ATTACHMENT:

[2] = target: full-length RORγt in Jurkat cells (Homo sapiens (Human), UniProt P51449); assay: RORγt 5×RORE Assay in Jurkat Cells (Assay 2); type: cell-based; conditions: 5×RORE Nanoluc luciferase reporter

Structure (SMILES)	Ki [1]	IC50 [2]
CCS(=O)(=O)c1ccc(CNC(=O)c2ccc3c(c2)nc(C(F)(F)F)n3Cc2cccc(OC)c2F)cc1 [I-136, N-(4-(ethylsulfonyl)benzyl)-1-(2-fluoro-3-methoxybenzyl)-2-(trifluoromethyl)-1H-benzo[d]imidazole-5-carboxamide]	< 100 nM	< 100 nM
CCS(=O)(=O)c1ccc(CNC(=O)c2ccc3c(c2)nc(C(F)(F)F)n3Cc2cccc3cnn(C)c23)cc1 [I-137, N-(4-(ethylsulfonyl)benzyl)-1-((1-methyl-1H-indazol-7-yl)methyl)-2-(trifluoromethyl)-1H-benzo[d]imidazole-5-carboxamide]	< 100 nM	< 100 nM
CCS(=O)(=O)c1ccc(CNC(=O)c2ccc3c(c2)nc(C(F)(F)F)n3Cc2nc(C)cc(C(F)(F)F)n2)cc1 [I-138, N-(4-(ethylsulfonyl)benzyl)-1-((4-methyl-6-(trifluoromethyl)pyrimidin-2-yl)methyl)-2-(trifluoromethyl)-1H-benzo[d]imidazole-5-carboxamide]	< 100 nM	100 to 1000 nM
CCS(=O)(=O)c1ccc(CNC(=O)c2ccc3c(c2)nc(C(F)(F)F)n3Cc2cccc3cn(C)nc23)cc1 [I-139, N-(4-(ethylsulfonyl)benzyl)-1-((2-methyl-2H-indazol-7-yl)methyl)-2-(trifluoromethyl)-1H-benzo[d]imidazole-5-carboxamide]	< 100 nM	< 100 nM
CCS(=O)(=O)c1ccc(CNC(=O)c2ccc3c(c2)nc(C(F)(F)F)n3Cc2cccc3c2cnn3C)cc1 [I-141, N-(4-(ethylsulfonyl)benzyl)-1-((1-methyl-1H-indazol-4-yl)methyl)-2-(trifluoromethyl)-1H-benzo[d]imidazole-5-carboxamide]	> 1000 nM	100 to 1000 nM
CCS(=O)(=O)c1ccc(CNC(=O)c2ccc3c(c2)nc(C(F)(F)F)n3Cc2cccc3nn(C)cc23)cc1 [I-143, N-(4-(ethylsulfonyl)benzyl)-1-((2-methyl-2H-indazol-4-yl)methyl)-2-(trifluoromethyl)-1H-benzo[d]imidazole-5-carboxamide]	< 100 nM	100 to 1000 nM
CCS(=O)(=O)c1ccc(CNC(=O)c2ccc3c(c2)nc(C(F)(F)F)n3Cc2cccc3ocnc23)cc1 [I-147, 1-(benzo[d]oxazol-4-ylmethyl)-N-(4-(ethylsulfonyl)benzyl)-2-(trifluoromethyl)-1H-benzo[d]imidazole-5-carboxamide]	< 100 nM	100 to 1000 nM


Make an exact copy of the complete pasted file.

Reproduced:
[2] = target: full-length RORγt in Jurkat cells (Homo sapiens (Human), UniProt P51449); assay: RORγt 5×RORE Assay in Jurkat Cells (Assay 2); type: cell-based; conditions: 5×RORE Nanoluc luciferase reporter

Structure (SMILES)	Ki [1]	IC50 [2]
CCS(=O)(=O)c1ccc(CNC(=O)c2ccc3c(c2)nc(C(F)(F)F)n3Cc2cccc(OC)c2F)cc1 [I-136, N-(4-(ethylsulfonyl)benzyl)-1-(2-fluoro-3-methoxybenzyl)-2-(trifluoromethyl)-1H-benzo[d]imidazole-5-carboxamide]	< 100 nM	< 100 nM
CCS(=O)(=O)c1ccc(CNC(=O)c2ccc3c(c2)nc(C(F)(F)F)n3Cc2cccc3cnn(C)c23)cc1 [I-137, N-(4-(ethylsulfonyl)benzyl)-1-((1-methyl-1H-indazol-7-yl)methyl)-2-(trifluoromethyl)-1H-benzo[d]imidazole-5-carboxamide]	< 100 nM	< 100 nM
CCS(=O)(=O)c1ccc(CNC(=O)c2ccc3c(c2)nc(C(F)(F)F)n3Cc2nc(C)cc(C(F)(F)F)n2)cc1 [I-138, N-(4-(ethylsulfonyl)benzyl)-1-((4-methyl-6-(trifluoromethyl)pyrimidin-2-yl)methyl)-2-(trifluoromethyl)-1H-benzo[d]imidazole-5-carboxamide]	< 100 nM	100 to 1000 nM
CCS(=O)(=O)c1ccc(CNC(=O)c2ccc3c(c2)nc(C(F)(F)F)n3Cc2cccc3cn(C)nc23)cc1 [I-139, N-(4-(ethylsulfonyl)benzyl)-1-((2-methyl-2H-indazol-7-yl)methyl)-2-(trifluoromethyl)-1H-benzo[d]imidazole-5-carboxamide]	< 100 nM	< 100 nM
CCS(=O)(=O)c1ccc(CNC(=O)c2ccc3c(c2)nc(C(F)(F)F)n3Cc2cccc3c2cnn3C)cc1 [I-141, N-(4-(ethylsulfonyl)benzyl)-1-((1-methyl-1H-indazol-4-yl)methyl)-2-(trifluoromethyl)-1H-benzo[d]imidazole-5-carboxamide]	> 1000 nM	100 to 1000 nM
CCS(=O)(=O)c1ccc(CNC(=O)c2ccc3c(c2)nc(C(F)(F)F)n3Cc2cccc3nn(C)cc23)cc1 [I-143, N-(4-(ethylsulfonyl)benzyl)-1-((2-methyl-2H-indazol-4-yl)methyl)-2-(trifluoromethyl)-1H-benzo[d]imidazole-5-carboxamide]	< 100 nM	100 to 1000 nM
CCS(=O)(=O)c1ccc(CNC(=O)c2ccc3c(c2)nc(C(F)(F)F)n3Cc2cccc3ocnc23)cc1 [I-147, 1-(benzo[d]oxazol-4-ylmethyl)-N-(4-(ethylsulfonyl)benzyl)-2-(trifluoromethyl)-1H-benzo[d]imidazole-5-carboxamide]	< 100 nM	100 to 1000 nM